The Apollo command and service module (CSM) turns around in preparation for docking with the lunar module (LM)
After docking, the CSM pulls the LM away from the launch vehicle's upper stage

Transposition, docking, and extraction (often abbreviated to transposition and docking) was a maneuver performed during Apollo lunar landing missions from 1969 to 1972, to withdraw the Apollo Lunar Module (LM) from its adapter housing which secured it to the Saturn V launch vehicle upper stage and protected it from the aerodynamic stresses of launch. The maneuver involved the command module pilot separating the Apollo Command and Service Module (CSM) from the adapter, turning the CSM around, and docking its nose to the Lunar Module, then pulling the combined spacecraft away from the upper stage. It was performed shortly after the trans-lunar injection maneuver that placed the Apollo spacecraft on a three-day trajectory to the Moon. The docking created a continuous, pressurized tunnel which permitted the astronauts to transfer internally between the CSM and the LM.

The same maneuver was performed on the 1975 Apollo–Soyuz Test Project (ASTP) mission to extract a special docking module used to connect the Apollo Command Module with the Soyuz spacecraft.


Alfred Worden docks the Apollo 15 Command Module Endeavour to the Lunar Module Falcon

Transposition and docking was performed by the Command Module Pilot (CMP) (although, as a backup, the Commander and Lunar Module Pilot (or ASTP Docking Module Pilot) were also trained to perform the maneuver), and involved the following steps:

  1. A "CSM/LV Sep" button on the control panel was pressed, which ignited detonating cord and separated the CSM from the Spacecraft–lunar module adapter (SLA), and the four adapter panels from each other and the S-IVB upper stage. This exposed the LM.
  2. The CSM's translation thrusters were used to move it a safe distance away. Rotation thrusters were then used to pitch up the CSM 180° and roll it to the proper alignment angle for docking. Translation thrusters were then used to move it back to the LM. A T-shaped docking target on the top of the LM aligned optically with a reticle pattern on the CMP's left-hand docking window to ensure proper spacecraft alignment.
  3. A soft dock was achieved when a probe at the top of the CSM was inserted into a hole in the center of a cone-shaped drogue at the top of the LM and three small capture latches closed. Hard dock was achieved by activating a mechanism which retracted the probe and caused twelve more capture latches to close around the command module's docking flange.
  4. A pressure equalization valve in the CM forward hatch was opened to allow oxygen to fill the LM through a similar valve in its hatch that was left open at launch. When the pressure equalized, the pilot removed the CM hatch, removed the probe and drogue, inspected the capture latches, and connected two umbilical cables which electrically connected the CM and LM. He then replaced the CM hatch.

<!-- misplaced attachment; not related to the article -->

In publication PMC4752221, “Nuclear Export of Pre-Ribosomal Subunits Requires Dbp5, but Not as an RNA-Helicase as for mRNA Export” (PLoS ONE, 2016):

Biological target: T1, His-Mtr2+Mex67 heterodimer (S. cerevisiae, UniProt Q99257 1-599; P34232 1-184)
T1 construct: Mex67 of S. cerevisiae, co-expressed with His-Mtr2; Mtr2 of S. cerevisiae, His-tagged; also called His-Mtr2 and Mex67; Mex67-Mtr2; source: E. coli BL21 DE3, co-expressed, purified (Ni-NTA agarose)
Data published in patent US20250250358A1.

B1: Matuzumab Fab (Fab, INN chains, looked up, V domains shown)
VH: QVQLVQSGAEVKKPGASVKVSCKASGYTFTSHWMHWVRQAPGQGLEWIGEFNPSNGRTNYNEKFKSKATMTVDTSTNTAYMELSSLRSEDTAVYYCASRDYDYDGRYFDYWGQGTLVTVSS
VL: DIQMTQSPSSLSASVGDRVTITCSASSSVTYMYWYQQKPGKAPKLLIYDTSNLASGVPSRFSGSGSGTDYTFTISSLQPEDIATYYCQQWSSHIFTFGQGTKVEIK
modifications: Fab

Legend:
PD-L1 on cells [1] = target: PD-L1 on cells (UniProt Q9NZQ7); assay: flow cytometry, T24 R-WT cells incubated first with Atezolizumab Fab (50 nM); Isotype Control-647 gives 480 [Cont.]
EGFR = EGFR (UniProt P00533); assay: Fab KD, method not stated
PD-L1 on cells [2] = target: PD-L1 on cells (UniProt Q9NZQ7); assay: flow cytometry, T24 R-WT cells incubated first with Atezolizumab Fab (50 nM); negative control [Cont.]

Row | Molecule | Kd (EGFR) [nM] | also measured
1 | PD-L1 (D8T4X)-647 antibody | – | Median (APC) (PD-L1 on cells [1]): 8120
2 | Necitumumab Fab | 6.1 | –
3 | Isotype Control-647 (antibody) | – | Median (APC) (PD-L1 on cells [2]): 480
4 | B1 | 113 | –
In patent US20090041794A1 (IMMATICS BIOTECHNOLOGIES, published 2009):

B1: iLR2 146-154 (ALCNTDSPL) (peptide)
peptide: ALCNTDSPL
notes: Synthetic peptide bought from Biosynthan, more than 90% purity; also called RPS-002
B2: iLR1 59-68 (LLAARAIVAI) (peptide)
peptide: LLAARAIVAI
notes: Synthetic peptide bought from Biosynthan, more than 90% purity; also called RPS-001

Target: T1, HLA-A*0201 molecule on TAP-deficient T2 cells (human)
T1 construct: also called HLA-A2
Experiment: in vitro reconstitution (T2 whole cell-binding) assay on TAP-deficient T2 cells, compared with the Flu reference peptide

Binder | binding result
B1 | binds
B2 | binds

5. The LM hold-down attachments and umbilical connection to the S-IVB Instrument Unit were released, and the CSM's translation thrusters were used to pull the CSM/LM stack a safe distance away from the S-IVB, which would then be steered by ground control either to a heliocentric orbit, or to a deliberate crash landing on the Moon.

The astronauts were in no hurry to complete this maneuver, which nominally took about an hour.[1] It would take longer if problems were encountered; for instance, Stuart Roosa had trouble getting the capture latches to engage for docking on Apollo 14, and the procedure took two hours and eighteen minutes.[2]


Apollo 7 S-IVB, with docking target inside the SLA. Note the right-hand panel is not fully opened to the same angle as the others, preventing a safe simulated docking approach.

Transposition and docking was performed on all Apollo missions which carried both the CSM and the LM, from Apollo 9 onward. Transposition and a mock LM-docking approach was first simulated on the Earth-orbiting Apollo 7 flight (which carried a docking target in the SLA, but no LM). The "Block I" SLA used on the early Saturn IB launch vehicles had panels that opened at a 45° angle but did not separate from the S‑IVB. One of the panels did not open the full angle, preventing the crew from approaching the S‑IVB for fear they might strike this panel. This was corrected with the "Block II" SLA design used on all crewed Saturn V Apollo flights (starting with Apollo 8), which detached the panels and pushed them away from the S‑IVB with springs.

The last mission to use the maneuver was the Apollo–Soyuz Test Project mission, in which the Apollo CSM docked to a specially designed adapter module which carried docking equipment compatible with the Soyuz 19 spacecraft.

See also


  1. ^ Orloff, Richard W. (September 2004). Apollo 11 Timeline. Washington, D.C.: NASA History Division. Retrieved June 9, 2016.
  2. ^ Orloff, Richard W. (September 2004). Apollo 14 Summary. Washington, D.C.: NASA History Division. Retrieved June 9, 2016.